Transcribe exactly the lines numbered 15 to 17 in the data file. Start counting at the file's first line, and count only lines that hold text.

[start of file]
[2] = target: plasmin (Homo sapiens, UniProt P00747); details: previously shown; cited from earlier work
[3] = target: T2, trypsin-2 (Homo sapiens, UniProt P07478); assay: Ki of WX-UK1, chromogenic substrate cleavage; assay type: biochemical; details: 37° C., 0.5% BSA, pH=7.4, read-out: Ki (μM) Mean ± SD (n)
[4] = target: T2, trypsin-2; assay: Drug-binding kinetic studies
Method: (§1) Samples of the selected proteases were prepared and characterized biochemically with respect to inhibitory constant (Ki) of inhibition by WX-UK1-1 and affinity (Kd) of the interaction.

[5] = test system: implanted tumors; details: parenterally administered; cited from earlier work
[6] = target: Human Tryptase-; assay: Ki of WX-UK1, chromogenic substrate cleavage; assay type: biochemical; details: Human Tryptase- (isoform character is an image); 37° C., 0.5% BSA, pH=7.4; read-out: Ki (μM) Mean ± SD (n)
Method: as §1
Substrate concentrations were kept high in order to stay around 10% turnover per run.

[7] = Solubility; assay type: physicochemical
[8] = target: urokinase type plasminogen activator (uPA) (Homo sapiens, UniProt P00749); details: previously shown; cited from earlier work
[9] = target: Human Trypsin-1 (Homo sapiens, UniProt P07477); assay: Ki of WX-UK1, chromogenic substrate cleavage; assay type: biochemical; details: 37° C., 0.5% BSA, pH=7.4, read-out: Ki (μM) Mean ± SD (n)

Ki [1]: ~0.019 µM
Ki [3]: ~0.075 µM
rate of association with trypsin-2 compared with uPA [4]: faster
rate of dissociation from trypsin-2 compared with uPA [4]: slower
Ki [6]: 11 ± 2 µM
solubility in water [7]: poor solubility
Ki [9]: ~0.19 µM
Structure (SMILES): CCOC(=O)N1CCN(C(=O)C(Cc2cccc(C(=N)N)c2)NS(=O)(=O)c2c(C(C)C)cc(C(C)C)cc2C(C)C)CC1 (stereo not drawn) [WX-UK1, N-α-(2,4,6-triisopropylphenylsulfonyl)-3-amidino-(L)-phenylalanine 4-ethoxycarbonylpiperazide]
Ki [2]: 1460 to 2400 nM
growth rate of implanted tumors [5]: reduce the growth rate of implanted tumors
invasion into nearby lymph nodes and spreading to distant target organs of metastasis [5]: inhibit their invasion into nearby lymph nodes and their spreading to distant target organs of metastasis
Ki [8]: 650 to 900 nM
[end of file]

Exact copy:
rate of dissociation from trypsin-2 compared with uPA [4]: slower
Ki [6]: 11 ± 2 µM
solubility in water [7]: poor solubility